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Steam & Excursion > This Locomotive Was Part Of A Huge Order For This Manufacturer!


Date: 11/08/19 03:30
This Locomotive Was Part Of A Huge Order For This Manufacturer!
Author: LoggerHogger

By 1927, the orders for any kind of geared logging locomotive were only a fraction of what they had been 10 years earlier.  An order for 5 engines all at once, as this locomotive was part of was huge news for any builder of geared engines.

By the late 1920's most remaining logging railroad had been extended many miles more into the woods and farther from their respective saw mills due to the cutting of near-by timber that had exhausted the resource close to the mills.  This left the operators of such logging shows in need for locomotives that could cover the distance from stump to dump faster than most geared locomotives could handle.  As a result, most order for new logging lokies were for faster rod-type engines rather than the slower geared engines that were once the favorite of logging railroad operators.

An exception to this rule was the placement by Clearwater Timber of Clearwater, Idaho of an order with the Whitney Engineering Company of Tacoma, Washington for 5 large 3-truck West Coast Special Heisler to be built in the Heisler factory in Erie, Pennsylvania.  Needless to say this was a very welcome order for Heisler's west coast sales representative, Whitney Engineering to receive on the very eve of what would soon be the Great Depression.

Heisler's new West Coast Special design was a direct competitor with Lima's Pacific Coast Shay.  Both offered piston valves and superheating among other upgrades to make them more enticing to the logging railroad operators.  However, Heisler had one distinct advantage over the improved Shay, namely speed.  The Heisler boasted a top speed of 30-mph while even the Pacific Coast Shay was still limited to a top speed of about 15-mph depending on how it was geared.  This advantage alone may have been enough to land Heisler with the 5-engine order from Clearwater Timber who had miles of track to cross with steep grades between their cutting areas and their sawmill.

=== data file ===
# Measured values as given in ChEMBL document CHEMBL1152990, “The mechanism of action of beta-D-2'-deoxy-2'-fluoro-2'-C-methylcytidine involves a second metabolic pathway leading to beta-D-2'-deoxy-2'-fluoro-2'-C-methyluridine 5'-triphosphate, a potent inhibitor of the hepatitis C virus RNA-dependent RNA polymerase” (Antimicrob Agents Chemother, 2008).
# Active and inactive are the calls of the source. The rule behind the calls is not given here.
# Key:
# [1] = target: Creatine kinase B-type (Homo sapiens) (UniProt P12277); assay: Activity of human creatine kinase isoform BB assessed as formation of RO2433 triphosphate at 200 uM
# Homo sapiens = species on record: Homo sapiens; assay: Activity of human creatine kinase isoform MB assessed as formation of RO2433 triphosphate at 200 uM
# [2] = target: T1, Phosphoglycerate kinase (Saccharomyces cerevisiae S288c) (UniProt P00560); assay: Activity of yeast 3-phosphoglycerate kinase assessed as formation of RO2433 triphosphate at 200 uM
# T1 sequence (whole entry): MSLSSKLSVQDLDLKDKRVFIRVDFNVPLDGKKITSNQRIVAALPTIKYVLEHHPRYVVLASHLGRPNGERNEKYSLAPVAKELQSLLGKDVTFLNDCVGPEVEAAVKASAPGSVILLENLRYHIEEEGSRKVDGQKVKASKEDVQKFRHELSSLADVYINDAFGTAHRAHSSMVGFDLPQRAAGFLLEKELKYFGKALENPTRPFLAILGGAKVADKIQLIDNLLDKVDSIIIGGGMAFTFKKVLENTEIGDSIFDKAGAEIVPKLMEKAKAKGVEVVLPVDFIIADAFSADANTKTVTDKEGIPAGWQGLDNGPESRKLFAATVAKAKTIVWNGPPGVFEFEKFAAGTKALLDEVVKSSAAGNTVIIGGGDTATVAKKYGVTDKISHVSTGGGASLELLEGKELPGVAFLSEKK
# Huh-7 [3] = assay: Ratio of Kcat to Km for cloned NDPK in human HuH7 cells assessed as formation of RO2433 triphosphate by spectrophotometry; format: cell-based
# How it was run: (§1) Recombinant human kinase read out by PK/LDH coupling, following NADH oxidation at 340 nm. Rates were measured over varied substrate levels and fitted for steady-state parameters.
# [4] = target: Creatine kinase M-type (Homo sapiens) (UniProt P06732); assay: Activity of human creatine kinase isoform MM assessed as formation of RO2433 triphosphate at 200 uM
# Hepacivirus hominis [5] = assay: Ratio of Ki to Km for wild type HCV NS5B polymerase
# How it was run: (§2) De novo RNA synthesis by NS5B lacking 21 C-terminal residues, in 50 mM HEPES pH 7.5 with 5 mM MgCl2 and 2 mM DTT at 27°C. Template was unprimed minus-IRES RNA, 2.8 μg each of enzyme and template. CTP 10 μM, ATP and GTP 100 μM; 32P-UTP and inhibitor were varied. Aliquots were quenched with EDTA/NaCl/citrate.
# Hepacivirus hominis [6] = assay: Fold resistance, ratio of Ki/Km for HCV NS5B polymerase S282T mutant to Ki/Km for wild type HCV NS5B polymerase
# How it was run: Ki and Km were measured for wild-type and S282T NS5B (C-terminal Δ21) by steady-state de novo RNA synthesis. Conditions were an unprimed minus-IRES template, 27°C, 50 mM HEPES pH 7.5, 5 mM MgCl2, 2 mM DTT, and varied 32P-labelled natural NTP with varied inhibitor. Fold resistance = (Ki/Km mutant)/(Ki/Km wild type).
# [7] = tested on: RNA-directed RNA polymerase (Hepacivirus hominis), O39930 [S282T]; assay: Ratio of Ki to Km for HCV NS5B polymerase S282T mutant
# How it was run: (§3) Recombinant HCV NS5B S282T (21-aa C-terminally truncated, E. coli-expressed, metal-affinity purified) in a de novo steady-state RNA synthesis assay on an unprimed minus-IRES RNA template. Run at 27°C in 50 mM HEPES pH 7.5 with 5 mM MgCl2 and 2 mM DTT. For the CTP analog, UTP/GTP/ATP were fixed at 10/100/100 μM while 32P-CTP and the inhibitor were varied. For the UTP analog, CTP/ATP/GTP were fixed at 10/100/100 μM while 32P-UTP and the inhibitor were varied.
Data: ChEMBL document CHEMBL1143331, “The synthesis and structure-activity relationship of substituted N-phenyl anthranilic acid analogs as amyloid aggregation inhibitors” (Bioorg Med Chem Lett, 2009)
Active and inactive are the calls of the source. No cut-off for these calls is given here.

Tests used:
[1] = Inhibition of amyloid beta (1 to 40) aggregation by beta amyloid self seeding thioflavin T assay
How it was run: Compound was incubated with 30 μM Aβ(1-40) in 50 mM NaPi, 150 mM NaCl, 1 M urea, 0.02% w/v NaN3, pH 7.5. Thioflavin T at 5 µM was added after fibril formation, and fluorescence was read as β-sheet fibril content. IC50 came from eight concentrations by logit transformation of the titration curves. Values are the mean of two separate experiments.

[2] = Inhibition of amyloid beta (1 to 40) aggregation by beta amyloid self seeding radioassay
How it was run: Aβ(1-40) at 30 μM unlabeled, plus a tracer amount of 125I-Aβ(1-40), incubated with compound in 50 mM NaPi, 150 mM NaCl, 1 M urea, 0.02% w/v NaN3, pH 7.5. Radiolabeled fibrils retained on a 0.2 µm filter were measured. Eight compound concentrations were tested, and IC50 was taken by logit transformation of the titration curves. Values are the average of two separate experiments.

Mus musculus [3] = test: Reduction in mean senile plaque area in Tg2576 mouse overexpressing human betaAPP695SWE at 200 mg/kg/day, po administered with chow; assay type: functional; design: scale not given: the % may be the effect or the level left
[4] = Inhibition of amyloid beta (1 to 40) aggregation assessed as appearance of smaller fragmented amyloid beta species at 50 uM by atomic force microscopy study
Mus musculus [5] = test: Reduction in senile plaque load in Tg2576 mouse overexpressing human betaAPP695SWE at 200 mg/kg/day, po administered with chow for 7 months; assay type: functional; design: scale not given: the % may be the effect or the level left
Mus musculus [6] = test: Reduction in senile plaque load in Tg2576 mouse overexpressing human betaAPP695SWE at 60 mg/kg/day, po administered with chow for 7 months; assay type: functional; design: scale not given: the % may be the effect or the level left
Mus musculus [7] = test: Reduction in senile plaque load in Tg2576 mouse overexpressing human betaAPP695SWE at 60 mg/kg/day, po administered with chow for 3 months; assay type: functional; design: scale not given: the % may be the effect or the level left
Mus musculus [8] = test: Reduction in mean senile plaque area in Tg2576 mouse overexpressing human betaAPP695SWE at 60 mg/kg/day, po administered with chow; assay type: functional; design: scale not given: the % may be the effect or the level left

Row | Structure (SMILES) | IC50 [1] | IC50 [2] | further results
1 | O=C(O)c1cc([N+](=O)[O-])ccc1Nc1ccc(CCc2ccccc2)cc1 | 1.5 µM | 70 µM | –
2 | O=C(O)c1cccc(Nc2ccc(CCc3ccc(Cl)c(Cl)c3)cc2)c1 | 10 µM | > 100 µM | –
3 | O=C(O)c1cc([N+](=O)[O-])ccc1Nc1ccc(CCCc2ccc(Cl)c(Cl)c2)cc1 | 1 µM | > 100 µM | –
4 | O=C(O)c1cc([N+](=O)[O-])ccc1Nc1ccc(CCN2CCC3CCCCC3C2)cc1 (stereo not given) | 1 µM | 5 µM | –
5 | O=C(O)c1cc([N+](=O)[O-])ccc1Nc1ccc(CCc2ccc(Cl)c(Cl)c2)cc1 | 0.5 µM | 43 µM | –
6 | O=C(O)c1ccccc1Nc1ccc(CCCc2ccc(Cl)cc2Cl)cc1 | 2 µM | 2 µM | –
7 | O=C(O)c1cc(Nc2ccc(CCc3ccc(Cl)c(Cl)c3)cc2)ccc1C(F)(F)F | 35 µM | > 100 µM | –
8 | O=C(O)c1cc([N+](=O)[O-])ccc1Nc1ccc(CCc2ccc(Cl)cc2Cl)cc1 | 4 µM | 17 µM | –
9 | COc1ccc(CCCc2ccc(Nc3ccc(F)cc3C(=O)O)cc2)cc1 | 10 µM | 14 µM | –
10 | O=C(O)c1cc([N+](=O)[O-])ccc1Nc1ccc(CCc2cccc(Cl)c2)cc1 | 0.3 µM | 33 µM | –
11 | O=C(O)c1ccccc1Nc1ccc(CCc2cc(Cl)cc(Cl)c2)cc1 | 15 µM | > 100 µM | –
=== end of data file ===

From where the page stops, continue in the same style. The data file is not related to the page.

#92 seen her was the last of the 5 engines built for Clearwater Timber in that huge 1927 order.  She was #91 for Clearwater, but was renumbered to #92 when she was purchased by St. Regis Timber of Mineral, Washington.  We see #92 some 13 miles away from Mineral picking up her log train from the reload in this fine photo taken in August 1953.

While #92 was a West Coast Special built by Heisler, she was the early version of that locomotive.  The later version would have all weather cabs and inside valve admission rather than outside valve admission that we see here on the #92.

#92 would contnue in service for St. Regis out of Mineral through the 1955 logging season before she was retired for good.  Even by 1953 she was still a handsome engine with a proud history.

Martin



Edited 7 time(s). Last edit at 11/08/19 03:57 by LoggerHogger.




Date: 11/08/19 16:50
Re: This Locomotive Was Part Of A Huge Order For This Manufacture
Author: Earlk

 "...........While #92 was a West Coast Special built by Heisler, she was the early version of that locomotive.  The later version would have all weather cabs and inside valve admission rather than outside valve admission that we see here on the #92....."

Out of couriosity, what are the tell-tale signs that his engine is "outside admission" piston valves?



Date: 11/09/19 04:14
Re: This Locomotive Was Part Of A Huge Order For This Manufacture
Author: LoggerHogger

Earl,

Here is a later version of the West Coast Special Heisler with the inside admission valves.  You can readily see the difference from the earlier version.

Martin




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